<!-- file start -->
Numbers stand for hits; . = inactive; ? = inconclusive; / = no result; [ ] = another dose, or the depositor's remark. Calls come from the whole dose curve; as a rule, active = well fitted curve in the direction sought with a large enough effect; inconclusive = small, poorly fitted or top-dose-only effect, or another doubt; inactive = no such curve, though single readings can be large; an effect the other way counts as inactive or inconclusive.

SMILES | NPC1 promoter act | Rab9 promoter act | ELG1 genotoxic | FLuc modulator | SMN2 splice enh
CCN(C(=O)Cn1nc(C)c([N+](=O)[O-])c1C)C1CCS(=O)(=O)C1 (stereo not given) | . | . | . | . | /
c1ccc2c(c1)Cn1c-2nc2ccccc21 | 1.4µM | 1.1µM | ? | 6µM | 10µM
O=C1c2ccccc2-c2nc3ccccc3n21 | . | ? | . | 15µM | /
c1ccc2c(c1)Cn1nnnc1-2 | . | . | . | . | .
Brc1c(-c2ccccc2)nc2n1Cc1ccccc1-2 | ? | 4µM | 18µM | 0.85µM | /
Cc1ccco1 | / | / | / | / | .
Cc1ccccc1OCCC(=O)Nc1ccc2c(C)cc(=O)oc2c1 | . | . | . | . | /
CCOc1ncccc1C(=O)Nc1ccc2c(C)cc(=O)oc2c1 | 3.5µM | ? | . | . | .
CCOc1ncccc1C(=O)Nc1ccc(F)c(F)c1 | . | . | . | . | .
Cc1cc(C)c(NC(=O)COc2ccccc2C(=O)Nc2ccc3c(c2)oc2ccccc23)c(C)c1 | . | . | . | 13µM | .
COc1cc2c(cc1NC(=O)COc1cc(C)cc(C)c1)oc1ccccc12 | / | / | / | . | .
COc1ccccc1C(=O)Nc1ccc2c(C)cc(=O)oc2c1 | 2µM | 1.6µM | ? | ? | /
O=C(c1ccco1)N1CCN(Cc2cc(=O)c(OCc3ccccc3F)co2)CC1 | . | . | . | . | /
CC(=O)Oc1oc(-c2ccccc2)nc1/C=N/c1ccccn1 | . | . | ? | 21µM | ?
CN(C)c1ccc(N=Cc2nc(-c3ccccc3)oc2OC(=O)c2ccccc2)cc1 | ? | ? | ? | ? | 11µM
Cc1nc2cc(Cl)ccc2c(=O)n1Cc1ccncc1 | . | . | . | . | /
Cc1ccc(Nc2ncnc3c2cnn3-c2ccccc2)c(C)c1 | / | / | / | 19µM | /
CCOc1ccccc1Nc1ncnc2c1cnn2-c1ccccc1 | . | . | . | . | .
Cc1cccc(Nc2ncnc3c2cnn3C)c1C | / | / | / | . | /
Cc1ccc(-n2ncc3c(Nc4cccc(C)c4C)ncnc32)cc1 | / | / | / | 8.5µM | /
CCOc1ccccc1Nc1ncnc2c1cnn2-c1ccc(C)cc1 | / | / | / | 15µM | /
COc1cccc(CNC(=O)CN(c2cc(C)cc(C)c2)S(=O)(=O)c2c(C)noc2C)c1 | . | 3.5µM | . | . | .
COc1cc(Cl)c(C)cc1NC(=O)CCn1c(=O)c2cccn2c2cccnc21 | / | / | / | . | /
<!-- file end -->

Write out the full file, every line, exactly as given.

Numbers stand for hits; . = inactive; ? = inconclusive; / = no result; [ ] = another dose, or the depositor's remark. Calls come from the whole dose curve; as a rule, active = well fitted curve in the direction sought with a large enough effect; inconclusive = small, poorly fitted or top-dose-only effect, or another doubt; inactive = no such curve, though single readings can be large; an effect the other way counts as inactive or inconclusive.

SMILES | NPC1 promoter act | Rab9 promoter act | ELG1 genotoxic | FLuc modulator | SMN2 splice enh
CCN(C(=O)Cn1nc(C)c([N+](=O)[O-])c1C)C1CCS(=O)(=O)C1 (stereo not given) | . | . | . | . | /
c1ccc2c(c1)Cn1c-2nc2ccccc21 | 1.4µM | 1.1µM | ? | 6µM | 10µM
O=C1c2ccccc2-c2nc3ccccc3n21 | . | ? | . | 15µM | /
c1ccc2c(c1)Cn1nnnc1-2 | . | . | . | . | .
Brc1c(-c2ccccc2)nc2n1Cc1ccccc1-2 | ? | 4µM | 18µM | 0.85µM | /
Cc1ccco1 | / | / | / | / | .
Cc1ccccc1OCCC(=O)Nc1ccc2c(C)cc(=O)oc2c1 | . | . | . | . | /
CCOc1ncccc1C(=O)Nc1ccc2c(C)cc(=O)oc2c1 | 3.5µM | ? | . | . | .
CCOc1ncccc1C(=O)Nc1ccc(F)c(F)c1 | . | . | . | . | .
Cc1cc(C)c(NC(=O)COc2ccccc2C(=O)Nc2ccc3c(c2)oc2ccccc23)c(C)c1 | . | . | . | 13µM | .
COc1cc2c(cc1NC(=O)COc1cc(C)cc(C)c1)oc1ccccc12 | / | / | / | . | .
COc1ccccc1C(=O)Nc1ccc2c(C)cc(=O)oc2c1 | 2µM | 1.6µM | ? | ? | /
O=C(c1ccco1)N1CCN(Cc2cc(=O)c(OCc3ccccc3F)co2)CC1 | . | . | . | . | /
CC(=O)Oc1oc(-c2ccccc2)nc1/C=N/c1ccccn1 | . | . | ? | 21µM | ?
CN(C)c1ccc(N=Cc2nc(-c3ccccc3)oc2OC(=O)c2ccccc2)cc1 | ? | ? | ? | ? | 11µM
Cc1nc2cc(Cl)ccc2c(=O)n1Cc1ccncc1 | . | . | . | . | /
Cc1ccc(Nc2ncnc3c2cnn3-c2ccccc2)c(C)c1 | / | / | / | 19µM | /
CCOc1ccccc1Nc1ncnc2c1cnn2-c1ccccc1 | . | . | . | . | .
Cc1cccc(Nc2ncnc3c2cnn3C)c1C | / | / | / | . | /
Cc1ccc(-n2ncc3c(Nc4cccc(C)c4C)ncnc32)cc1 | / | / | / | 8.5µM | /
CCOc1ccccc1Nc1ncnc2c1cnn2-c1ccc(C)cc1 | / | / | / | 15µM | /
COc1cccc(CNC(=O)CN(c2cc(C)cc(C)c2)S(=O)(=O)c2c(C)noc2C)c1 | . | 3.5µM | . | . | .
COc1cc(Cl)c(C)cc1NC(=O)CCn1c(=O)c2cccn2c2cccnc21 | / | / | / | . | /